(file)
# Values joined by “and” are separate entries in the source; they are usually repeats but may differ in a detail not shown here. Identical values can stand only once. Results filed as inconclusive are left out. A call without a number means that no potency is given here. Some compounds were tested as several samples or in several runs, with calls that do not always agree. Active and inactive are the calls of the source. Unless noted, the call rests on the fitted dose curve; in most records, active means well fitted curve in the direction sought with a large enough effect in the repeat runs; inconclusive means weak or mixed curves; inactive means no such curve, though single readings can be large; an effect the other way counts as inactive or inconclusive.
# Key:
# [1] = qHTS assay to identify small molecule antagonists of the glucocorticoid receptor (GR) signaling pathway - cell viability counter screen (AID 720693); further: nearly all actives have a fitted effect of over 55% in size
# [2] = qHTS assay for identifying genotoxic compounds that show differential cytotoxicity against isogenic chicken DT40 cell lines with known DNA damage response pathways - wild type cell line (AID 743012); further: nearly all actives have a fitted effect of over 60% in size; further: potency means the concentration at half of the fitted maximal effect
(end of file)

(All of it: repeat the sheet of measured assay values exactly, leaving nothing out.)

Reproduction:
# Values joined by “and” are separate entries in the source; they are usually repeats but may differ in a detail not shown here. Identical values can stand only once. Results filed as inconclusive are left out. A call without a number means that no potency is given here. Some compounds were tested as several samples or in several runs, with calls that do not always agree. Active and inactive are the calls of the source. Unless noted, the call rests on the fitted dose curve; in most records, active means well fitted curve in the direction sought with a large enough effect in the repeat runs; inconclusive means weak or mixed curves; inactive means no such curve, though single readings can be large; an effect the other way counts as inactive or inconclusive.
# Key:
# [1] = qHTS assay to identify small molecule antagonists of the glucocorticoid receptor (GR) signaling pathway - cell viability counter screen (AID 720693); further: nearly all actives have a fitted effect of over 55% in size
# [2] = qHTS assay for identifying genotoxic compounds that show differential cytotoxicity against isogenic chicken DT40 cell lines with known DNA damage response pathways - wild type cell line (AID 743012); further: nearly all actives have a fitted effect of over 60% in size; further: potency means the concentration at half of the fitted maximal effect